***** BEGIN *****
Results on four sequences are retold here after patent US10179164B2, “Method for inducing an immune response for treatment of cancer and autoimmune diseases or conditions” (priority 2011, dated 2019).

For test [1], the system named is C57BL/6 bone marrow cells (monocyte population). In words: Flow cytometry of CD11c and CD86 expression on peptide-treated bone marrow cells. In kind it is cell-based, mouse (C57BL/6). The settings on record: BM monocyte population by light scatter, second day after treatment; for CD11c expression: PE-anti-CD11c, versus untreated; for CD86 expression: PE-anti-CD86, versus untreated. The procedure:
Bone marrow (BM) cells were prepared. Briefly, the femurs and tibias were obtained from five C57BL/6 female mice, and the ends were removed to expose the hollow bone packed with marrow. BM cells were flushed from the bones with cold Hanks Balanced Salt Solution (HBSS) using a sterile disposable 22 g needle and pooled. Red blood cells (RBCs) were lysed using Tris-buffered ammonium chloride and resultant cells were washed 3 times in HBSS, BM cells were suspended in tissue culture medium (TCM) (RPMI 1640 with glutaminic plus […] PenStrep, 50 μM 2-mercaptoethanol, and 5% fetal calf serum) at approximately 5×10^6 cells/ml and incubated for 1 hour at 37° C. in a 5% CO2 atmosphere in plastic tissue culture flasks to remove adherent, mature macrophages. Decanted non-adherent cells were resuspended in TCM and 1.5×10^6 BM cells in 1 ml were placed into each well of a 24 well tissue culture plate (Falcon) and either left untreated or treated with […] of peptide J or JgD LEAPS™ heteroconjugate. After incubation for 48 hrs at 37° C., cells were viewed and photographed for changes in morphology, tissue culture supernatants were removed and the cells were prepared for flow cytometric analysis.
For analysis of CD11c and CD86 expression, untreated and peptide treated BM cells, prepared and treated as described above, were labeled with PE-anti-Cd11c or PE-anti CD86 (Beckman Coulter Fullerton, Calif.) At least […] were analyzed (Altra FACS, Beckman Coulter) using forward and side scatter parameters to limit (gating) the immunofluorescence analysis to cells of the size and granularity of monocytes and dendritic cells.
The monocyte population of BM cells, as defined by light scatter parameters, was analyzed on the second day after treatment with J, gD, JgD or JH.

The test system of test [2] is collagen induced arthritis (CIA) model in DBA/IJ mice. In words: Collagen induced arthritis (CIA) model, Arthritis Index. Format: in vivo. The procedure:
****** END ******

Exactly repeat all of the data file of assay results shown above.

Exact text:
Results on four sequences are retold here after patent US10179164B2, “Method for inducing an immune response for treatment of cancer and autoimmune diseases or conditions” (priority 2011, dated 2019).

For test [1], the system named is C57BL/6 bone marrow cells (monocyte population). In words: Flow cytometry of CD11c and CD86 expression on peptide-treated bone marrow cells. In kind it is cell-based, mouse (C57BL/6). The settings on record: BM monocyte population by light scatter, second day after treatment; for CD11c expression: PE-anti-CD11c, versus untreated; for CD86 expression: PE-anti-CD86, versus untreated. The procedure:
Bone marrow (BM) cells were prepared. Briefly, the femurs and tibias were obtained from five C57BL/6 female mice, and the ends were removed to expose the hollow bone packed with marrow. BM cells were flushed from the bones with cold Hanks Balanced Salt Solution (HBSS) using a sterile disposable 22 g needle and pooled. Red blood cells (RBCs) were lysed using Tris-buffered ammonium chloride and resultant cells were washed 3 times in HBSS, BM cells were suspended in tissue culture medium (TCM) (RPMI 1640 with glutaminic plus […] PenStrep, 50 μM 2-mercaptoethanol, and 5% fetal calf serum) at approximately 5×10^6 cells/ml and incubated for 1 hour at 37° C. in a 5% CO2 atmosphere in plastic tissue culture flasks to remove adherent, mature macrophages. Decanted non-adherent cells were resuspended in TCM and 1.5×10^6 BM cells in 1 ml were placed into each well of a 24 well tissue culture plate (Falcon) and either left untreated or treated with […] of peptide J or JgD LEAPS™ heteroconjugate. After incubation for 48 hrs at 37° C., cells were viewed and photographed for changes in morphology, tissue culture supernatants were removed and the cells were prepared for flow cytometric analysis.
For analysis of CD11c and CD86 expression, untreated and peptide treated BM cells, prepared and treated as described above, were labeled with PE-anti-Cd11c or PE-anti CD86 (Beckman Coulter Fullerton, Calif.) At least […] were analyzed (Altra FACS, Beckman Coulter) using forward and side scatter parameters to limit (gating) the immunofluorescence analysis to cells of the size and granularity of monocytes and dendritic cells.
The monocyte population of BM cells, as defined by light scatter parameters, was analyzed on the second day after treatment with J, gD, JgD or JH.

The test system of test [2] is collagen induced arthritis (CIA) model in DBA/IJ mice. In words: Collagen induced arthritis (CIA) model, Arthritis Index. Format: in vivo. The procedure: